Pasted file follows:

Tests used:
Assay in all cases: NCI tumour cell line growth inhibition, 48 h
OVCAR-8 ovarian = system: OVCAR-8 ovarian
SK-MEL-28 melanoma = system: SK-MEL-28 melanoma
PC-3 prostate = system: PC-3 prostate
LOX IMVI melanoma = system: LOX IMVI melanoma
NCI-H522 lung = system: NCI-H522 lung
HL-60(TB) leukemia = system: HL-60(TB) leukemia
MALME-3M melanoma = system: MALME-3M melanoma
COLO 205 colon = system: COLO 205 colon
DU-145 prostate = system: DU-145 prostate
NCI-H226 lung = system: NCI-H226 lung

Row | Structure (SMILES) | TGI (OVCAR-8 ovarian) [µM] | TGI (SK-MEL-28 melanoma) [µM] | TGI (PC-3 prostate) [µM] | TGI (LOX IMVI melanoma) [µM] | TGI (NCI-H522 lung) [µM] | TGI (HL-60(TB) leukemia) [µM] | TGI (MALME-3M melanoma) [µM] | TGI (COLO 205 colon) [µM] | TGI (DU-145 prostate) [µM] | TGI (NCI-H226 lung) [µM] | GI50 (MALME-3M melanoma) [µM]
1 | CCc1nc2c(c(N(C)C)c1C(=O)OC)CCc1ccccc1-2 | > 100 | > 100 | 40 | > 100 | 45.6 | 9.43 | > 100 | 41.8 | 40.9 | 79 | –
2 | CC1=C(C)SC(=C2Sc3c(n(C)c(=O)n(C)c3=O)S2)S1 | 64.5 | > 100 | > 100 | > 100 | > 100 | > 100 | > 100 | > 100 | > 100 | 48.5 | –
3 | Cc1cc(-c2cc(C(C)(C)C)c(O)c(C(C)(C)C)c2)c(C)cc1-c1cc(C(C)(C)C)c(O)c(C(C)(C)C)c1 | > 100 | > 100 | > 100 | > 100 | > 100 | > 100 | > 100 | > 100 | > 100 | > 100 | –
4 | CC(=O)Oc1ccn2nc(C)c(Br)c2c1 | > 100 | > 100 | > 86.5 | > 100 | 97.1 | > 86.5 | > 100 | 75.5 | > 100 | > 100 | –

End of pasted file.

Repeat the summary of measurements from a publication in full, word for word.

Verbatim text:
Tests used:
Assay in all cases: NCI tumour cell line growth inhibition, 48 h
OVCAR-8 ovarian = system: OVCAR-8 ovarian
SK-MEL-28 melanoma = system: SK-MEL-28 melanoma
PC-3 prostate = system: PC-3 prostate
LOX IMVI melanoma = system: LOX IMVI melanoma
NCI-H522 lung = system: NCI-H522 lung
HL-60(TB) leukemia = system: HL-60(TB) leukemia
MALME-3M melanoma = system: MALME-3M melanoma
COLO 205 colon = system: COLO 205 colon
DU-145 prostate = system: DU-145 prostate
NCI-H226 lung = system: NCI-H226 lung

Row | Structure (SMILES) | TGI (OVCAR-8 ovarian) [µM] | TGI (SK-MEL-28 melanoma) [µM] | TGI (PC-3 prostate) [µM] | TGI (LOX IMVI melanoma) [µM] | TGI (NCI-H522 lung) [µM] | TGI (HL-60(TB) leukemia) [µM] | TGI (MALME-3M melanoma) [µM] | TGI (COLO 205 colon) [µM] | TGI (DU-145 prostate) [µM] | TGI (NCI-H226 lung) [µM] | GI50 (MALME-3M melanoma) [µM]
1 | CCc1nc2c(c(N(C)C)c1C(=O)OC)CCc1ccccc1-2 | > 100 | > 100 | 40 | > 100 | 45.6 | 9.43 | > 100 | 41.8 | 40.9 | 79 | –
2 | CC1=C(C)SC(=C2Sc3c(n(C)c(=O)n(C)c3=O)S2)S1 | 64.5 | > 100 | > 100 | > 100 | > 100 | > 100 | > 100 | > 100 | > 100 | 48.5 | –
3 | Cc1cc(-c2cc(C(C)(C)C)c(O)c(C(C)(C)C)c2)c(C)cc1-c1cc(C(C)(C)C)c(O)c(C(C)(C)C)c1 | > 100 | > 100 | > 100 | > 100 | > 100 | > 100 | > 100 | > 100 | > 100 | > 100 | –
4 | CC(=O)Oc1ccn2nc(C)c(Br)c2c1 | > 100 | > 100 | > 86.5 | > 100 | 97.1 | > 86.5 | > 100 | 75.5 | > 100 | > 100 | –